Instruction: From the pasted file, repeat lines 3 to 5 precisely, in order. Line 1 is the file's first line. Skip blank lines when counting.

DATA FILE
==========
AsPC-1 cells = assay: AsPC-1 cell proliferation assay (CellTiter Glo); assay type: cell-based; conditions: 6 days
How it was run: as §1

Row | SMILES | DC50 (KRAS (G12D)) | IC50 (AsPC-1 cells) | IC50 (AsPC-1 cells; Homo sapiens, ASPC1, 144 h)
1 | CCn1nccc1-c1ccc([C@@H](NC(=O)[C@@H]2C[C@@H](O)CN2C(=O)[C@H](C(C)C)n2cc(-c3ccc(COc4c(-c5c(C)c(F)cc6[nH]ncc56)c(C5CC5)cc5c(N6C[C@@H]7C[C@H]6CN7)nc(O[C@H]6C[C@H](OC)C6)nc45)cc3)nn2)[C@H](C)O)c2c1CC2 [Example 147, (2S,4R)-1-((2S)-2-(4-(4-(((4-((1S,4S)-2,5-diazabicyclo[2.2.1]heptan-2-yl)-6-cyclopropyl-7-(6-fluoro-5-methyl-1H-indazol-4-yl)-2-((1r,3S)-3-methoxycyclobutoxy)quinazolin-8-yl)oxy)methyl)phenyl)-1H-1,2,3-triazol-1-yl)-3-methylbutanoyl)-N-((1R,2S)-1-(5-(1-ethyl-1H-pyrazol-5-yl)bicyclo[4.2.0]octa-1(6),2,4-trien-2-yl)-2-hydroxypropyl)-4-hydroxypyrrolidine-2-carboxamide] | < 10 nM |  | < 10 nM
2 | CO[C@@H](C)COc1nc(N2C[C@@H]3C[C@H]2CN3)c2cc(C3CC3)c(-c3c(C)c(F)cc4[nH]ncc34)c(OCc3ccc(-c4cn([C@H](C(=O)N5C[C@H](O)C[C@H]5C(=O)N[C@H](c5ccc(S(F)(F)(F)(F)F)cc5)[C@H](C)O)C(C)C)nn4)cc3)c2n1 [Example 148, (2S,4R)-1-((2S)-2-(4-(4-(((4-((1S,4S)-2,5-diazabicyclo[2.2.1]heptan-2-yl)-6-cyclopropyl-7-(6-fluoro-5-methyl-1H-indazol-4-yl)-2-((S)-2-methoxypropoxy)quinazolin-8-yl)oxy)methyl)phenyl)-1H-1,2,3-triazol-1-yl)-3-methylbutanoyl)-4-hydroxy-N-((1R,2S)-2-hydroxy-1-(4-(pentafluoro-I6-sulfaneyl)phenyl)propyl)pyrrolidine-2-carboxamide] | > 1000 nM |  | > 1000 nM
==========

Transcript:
Row | SMILES | DC50 (KRAS (G12D)) | IC50 (AsPC-1 cells) | IC50 (AsPC-1 cells; Homo sapiens, ASPC1, 144 h)
1 | CCn1nccc1-c1ccc([C@@H](NC(=O)[C@@H]2C[C@@H](O)CN2C(=O)[C@H](C(C)C)n2cc(-c3ccc(COc4c(-c5c(C)c(F)cc6[nH]ncc56)c(C5CC5)cc5c(N6C[C@@H]7C[C@H]6CN7)nc(O[C@H]6C[C@H](OC)C6)nc45)cc3)nn2)[C@H](C)O)c2c1CC2 [Example 147, (2S,4R)-1-((2S)-2-(4-(4-(((4-((1S,4S)-2,5-diazabicyclo[2.2.1]heptan-2-yl)-6-cyclopropyl-7-(6-fluoro-5-methyl-1H-indazol-4-yl)-2-((1r,3S)-3-methoxycyclobutoxy)quinazolin-8-yl)oxy)methyl)phenyl)-1H-1,2,3-triazol-1-yl)-3-methylbutanoyl)-N-((1R,2S)-1-(5-(1-ethyl-1H-pyrazol-5-yl)bicyclo[4.2.0]octa-1(6),2,4-trien-2-yl)-2-hydroxypropyl)-4-hydroxypyrrolidine-2-carboxamide] | < 10 nM |  | < 10 nM
2 | CO[C@@H](C)COc1nc(N2C[C@@H]3C[C@H]2CN3)c2cc(C3CC3)c(-c3c(C)c(F)cc4[nH]ncc34)c(OCc3ccc(-c4cn([C@H](C(=O)N5C[C@H](O)C[C@H]5C(=O)N[C@H](c5ccc(S(F)(F)(F)(F)F)cc5)[C@H](C)O)C(C)C)nn4)cc3)c2n1 [Example 148, (2S,4R)-1-((2S)-2-(4-(4-(((4-((1S,4S)-2,5-diazabicyclo[2.2.1]heptan-2-yl)-6-cyclopropyl-7-(6-fluoro-5-methyl-1H-indazol-4-yl)-2-((S)-2-methoxypropoxy)quinazolin-8-yl)oxy)methyl)phenyl)-1H-1,2,3-triazol-1-yl)-3-methylbutanoyl)-4-hydroxy-N-((1R,2S)-2-hydroxy-1-(4-(pentafluoro-I6-sulfaneyl)phenyl)propyl)pyrrolidine-2-carboxamide] | > 1000 nM |  | > 1000 nM